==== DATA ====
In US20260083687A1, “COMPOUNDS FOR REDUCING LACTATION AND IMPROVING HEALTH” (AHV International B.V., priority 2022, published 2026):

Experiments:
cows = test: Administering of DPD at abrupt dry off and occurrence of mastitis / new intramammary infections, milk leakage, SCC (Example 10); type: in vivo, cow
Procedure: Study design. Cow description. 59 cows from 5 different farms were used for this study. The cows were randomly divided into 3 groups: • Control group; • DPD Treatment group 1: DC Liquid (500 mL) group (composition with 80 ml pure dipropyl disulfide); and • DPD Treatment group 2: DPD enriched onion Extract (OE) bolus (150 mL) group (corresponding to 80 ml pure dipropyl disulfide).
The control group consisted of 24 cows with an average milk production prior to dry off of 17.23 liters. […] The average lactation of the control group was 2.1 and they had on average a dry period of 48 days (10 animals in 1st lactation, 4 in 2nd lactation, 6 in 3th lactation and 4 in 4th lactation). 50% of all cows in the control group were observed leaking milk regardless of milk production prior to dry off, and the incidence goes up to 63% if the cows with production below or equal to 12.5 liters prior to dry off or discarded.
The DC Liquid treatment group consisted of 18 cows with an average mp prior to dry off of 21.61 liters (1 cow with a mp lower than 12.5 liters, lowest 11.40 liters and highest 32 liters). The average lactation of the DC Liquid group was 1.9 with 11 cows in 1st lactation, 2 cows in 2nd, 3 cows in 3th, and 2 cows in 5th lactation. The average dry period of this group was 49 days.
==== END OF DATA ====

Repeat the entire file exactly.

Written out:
In US20260083687A1, “COMPOUNDS FOR REDUCING LACTATION AND IMPROVING HEALTH” (AHV International B.V., priority 2022, published 2026):

Experiments:
cows = test: Administering of DPD at abrupt dry off and occurrence of mastitis / new intramammary infections, milk leakage, SCC (Example 10); type: in vivo, cow
Procedure: Study design. Cow description. 59 cows from 5 different farms were used for this study. The cows were randomly divided into 3 groups: • Control group; • DPD Treatment group 1: DC Liquid (500 mL) group (composition with 80 ml pure dipropyl disulfide); and • DPD Treatment group 2: DPD enriched onion Extract (OE) bolus (150 mL) group (corresponding to 80 ml pure dipropyl disulfide).
The control group consisted of 24 cows with an average milk production prior to dry off of 17.23 liters. […] The average lactation of the control group was 2.1 and they had on average a dry period of 48 days (10 animals in 1st lactation, 4 in 2nd lactation, 6 in 3th lactation and 4 in 4th lactation). 50% of all cows in the control group were observed leaking milk regardless of milk production prior to dry off, and the incidence goes up to 63% if the cows with production below or equal to 12.5 liters prior to dry off or discarded.
The DC Liquid treatment group consisted of 18 cows with an average mp prior to dry off of 21.61 liters (1 cow with a mp lower than 12.5 liters, lowest 11.40 liters and highest 32 liters). The average lactation of the DC Liquid group was 1.9 with 11 cows in 1st lactation, 2 cows in 2nd, 3 cows in 3th, and 2 cows in 5th lactation. The average dry period of this group was 49 days.